TUESDAY JUNE 26th, 2018
7:00 – 8:15am
Registration & Breakfast Buffet
8:15 – 8:20am
Welcome & Opening Remarks
8:20 – 9:10am
9:10 – 10:10am
PLENARY – A World Without Disease – Janssen Diagnostics
Coffee & Networking
10:40 – 11:30am
Curing the Precision Deficit Disorder in Precision Medicine: A Unified,
Regulatory Network-Based Model for Cancer Drug Discovery
Moderator: Mariano Alvarez, Chief Scientific Officer, DarwinHealth, Inc
Panelists: Andrew Kung, MD, Ph.D., Chair, Department of Pediatrics – MSKCC, Kevin Kalinsky, MD, MS – Assistant Professor of Medicine, New York Presbyterian/Columbia University Medical Center.
Unfortunately, the gene-centric approach to precision-based cancer treatment which, for the most part, has relied on using a single drug to attack an individual mutation, has proved effective for only a relatively small percent of patients. This is because most patients lack actionable mutations and, even among those who do have such molecular alterations, most either fail to respond to the targeted therapy or rapidly develop drug resistance. Some call this the “precision deficit disorder” in precision medicine.
To find their way out of this impasse, many clinicians, scientists and researchers now believe that by complementing its initial focus on mutated genes, precision oncology must now also address the activity of otherwise normal proteins and molecular pathways that are ultimately responsible for cancer cells’ malignant behavior. The catch is that while genes can be readily sequenced to assess the presence of mutations, a complete tally of the wayward activity of potentially relevant proteins is much harder, thus thwarting previous attempts to identify the precise set of proteins that controls the cancer cell’s “engine room.”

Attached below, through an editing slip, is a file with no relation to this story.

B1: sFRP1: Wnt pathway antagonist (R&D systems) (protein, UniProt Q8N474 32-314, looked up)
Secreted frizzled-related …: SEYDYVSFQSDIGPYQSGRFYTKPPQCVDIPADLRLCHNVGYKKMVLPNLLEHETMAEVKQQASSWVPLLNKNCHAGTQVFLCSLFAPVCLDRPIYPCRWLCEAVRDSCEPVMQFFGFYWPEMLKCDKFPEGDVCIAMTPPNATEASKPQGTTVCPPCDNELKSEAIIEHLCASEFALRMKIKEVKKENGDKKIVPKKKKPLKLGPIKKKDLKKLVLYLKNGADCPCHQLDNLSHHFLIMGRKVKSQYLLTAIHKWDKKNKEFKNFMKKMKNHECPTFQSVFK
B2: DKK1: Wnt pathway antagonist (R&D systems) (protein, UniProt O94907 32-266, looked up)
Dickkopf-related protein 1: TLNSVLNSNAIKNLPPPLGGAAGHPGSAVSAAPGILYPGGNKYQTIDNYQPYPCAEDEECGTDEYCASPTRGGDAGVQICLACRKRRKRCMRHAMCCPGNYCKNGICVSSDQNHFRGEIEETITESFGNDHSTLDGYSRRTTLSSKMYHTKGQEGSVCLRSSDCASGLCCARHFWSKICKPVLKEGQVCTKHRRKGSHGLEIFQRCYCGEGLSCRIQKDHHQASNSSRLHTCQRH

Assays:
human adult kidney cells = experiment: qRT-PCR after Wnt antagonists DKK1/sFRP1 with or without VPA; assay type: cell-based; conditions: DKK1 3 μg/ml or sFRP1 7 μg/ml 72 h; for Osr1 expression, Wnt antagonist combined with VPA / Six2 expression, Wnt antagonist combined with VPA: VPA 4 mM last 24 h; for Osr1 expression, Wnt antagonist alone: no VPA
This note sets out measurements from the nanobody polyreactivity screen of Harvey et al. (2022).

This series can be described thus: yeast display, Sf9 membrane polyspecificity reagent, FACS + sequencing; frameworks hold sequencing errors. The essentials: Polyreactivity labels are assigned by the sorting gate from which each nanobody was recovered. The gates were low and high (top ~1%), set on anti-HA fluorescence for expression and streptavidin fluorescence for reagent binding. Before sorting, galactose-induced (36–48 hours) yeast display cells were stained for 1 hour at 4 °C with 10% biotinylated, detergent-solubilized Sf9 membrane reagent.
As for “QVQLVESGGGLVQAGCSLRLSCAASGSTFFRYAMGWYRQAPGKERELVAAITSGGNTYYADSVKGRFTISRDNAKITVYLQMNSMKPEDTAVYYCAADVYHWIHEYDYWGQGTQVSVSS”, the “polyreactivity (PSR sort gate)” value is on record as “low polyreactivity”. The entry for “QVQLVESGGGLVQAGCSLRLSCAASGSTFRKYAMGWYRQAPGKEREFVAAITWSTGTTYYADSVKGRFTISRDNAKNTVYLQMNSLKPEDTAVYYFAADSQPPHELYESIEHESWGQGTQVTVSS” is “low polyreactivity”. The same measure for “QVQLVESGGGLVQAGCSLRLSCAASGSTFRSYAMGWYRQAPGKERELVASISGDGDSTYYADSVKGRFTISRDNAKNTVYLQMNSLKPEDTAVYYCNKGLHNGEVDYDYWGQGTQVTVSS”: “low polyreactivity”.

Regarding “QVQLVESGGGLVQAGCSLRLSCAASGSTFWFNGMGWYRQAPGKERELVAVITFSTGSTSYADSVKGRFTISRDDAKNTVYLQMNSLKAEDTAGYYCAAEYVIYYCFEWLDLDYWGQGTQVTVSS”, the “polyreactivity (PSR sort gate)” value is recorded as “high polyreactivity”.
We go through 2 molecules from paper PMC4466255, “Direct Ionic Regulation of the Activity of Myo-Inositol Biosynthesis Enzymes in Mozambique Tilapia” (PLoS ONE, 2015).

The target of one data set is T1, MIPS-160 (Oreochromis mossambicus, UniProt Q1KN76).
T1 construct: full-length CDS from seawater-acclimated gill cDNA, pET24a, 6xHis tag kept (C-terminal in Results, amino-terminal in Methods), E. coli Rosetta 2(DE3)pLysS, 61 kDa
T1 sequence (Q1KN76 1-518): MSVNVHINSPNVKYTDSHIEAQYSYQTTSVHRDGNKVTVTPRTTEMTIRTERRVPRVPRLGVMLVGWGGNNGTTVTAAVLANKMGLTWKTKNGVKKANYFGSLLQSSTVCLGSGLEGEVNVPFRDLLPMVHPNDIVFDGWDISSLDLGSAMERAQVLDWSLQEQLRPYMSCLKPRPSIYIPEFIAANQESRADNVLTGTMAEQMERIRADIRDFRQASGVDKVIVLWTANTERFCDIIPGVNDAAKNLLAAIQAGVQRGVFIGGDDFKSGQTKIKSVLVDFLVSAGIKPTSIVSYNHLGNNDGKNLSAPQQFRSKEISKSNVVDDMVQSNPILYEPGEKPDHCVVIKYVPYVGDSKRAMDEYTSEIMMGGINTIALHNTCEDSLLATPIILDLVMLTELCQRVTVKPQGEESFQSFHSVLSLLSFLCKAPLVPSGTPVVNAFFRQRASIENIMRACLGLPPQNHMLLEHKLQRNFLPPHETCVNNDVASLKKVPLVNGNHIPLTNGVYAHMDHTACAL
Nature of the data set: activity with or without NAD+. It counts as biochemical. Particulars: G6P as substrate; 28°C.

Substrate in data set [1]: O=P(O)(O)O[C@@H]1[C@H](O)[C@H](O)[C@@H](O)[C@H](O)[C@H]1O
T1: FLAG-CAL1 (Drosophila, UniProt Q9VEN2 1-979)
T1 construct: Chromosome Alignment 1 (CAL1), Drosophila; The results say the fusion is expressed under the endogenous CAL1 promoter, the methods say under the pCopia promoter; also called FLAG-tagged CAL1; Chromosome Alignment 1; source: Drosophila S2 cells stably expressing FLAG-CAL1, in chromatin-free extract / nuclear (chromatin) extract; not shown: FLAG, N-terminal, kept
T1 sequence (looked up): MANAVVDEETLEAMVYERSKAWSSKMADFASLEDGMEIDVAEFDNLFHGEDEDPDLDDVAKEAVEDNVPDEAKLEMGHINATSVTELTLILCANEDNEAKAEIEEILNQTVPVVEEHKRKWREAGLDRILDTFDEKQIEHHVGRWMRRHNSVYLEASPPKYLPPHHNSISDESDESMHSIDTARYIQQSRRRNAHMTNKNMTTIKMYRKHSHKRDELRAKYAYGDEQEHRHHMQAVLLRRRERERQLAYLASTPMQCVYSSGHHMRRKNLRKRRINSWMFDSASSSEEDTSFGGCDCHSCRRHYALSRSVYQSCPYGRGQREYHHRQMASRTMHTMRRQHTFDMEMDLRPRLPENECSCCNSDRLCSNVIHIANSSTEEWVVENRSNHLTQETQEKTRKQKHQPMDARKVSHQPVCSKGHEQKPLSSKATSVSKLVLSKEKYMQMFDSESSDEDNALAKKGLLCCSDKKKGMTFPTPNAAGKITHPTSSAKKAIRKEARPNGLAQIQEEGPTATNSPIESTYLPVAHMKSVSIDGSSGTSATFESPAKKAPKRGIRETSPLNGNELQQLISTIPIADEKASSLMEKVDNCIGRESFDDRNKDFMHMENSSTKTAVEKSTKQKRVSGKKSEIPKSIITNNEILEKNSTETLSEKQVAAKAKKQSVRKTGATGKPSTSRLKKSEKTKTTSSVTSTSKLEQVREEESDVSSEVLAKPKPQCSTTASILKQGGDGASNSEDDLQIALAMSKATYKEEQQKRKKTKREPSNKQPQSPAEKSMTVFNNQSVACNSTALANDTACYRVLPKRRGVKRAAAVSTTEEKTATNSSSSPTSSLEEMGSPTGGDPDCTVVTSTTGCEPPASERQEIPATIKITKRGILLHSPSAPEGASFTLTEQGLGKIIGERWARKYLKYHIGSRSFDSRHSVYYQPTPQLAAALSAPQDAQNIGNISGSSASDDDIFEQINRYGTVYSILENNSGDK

In this panel we will discuss the progress that has been made using algorithms that can identify these critical proteins—dubbed “master regulators”—that hold the key to the malignant behavior of cancer cells. The algorithms use mRNA levels—easily measured with conventional methods—of the proteins’ numerous targets as an indirect but highly accurate indicator of protein activity. Importantly, unlike any other available approach, these algorithms uncover the hidden networks of proteins that work together to control abnormal cell activity in an individual patient’s tumor. These master regulators represent the ultimate on-off switches in the cancer cell’s regulatory ‘malware,’ providing a new class of targets for anticancer therapy, a potentially revolutionary advance in how we put more precision into precision medicine.
11:35 – 11:55am
12:00 – 1:00pm
1:00 – 1:50pm
Treatment, Patient, Time: Are We Getting it “Right”?
The goal of precision medicine is to ensure that the right treatment is delivered to the right patient at the right time. Buried in that near-religious statement are assumptions about our ability to identify the “right” things that are proving to be, if not completely untrue, then at least less robust than hoped in the early heady days. The three “right” choices that have to be made in precision medicine are inextricably linked, but it might help to consider each in isolation.
Treatment: What do we mean by the “right” treatment, how do we select it, and how do we measure its efficacy?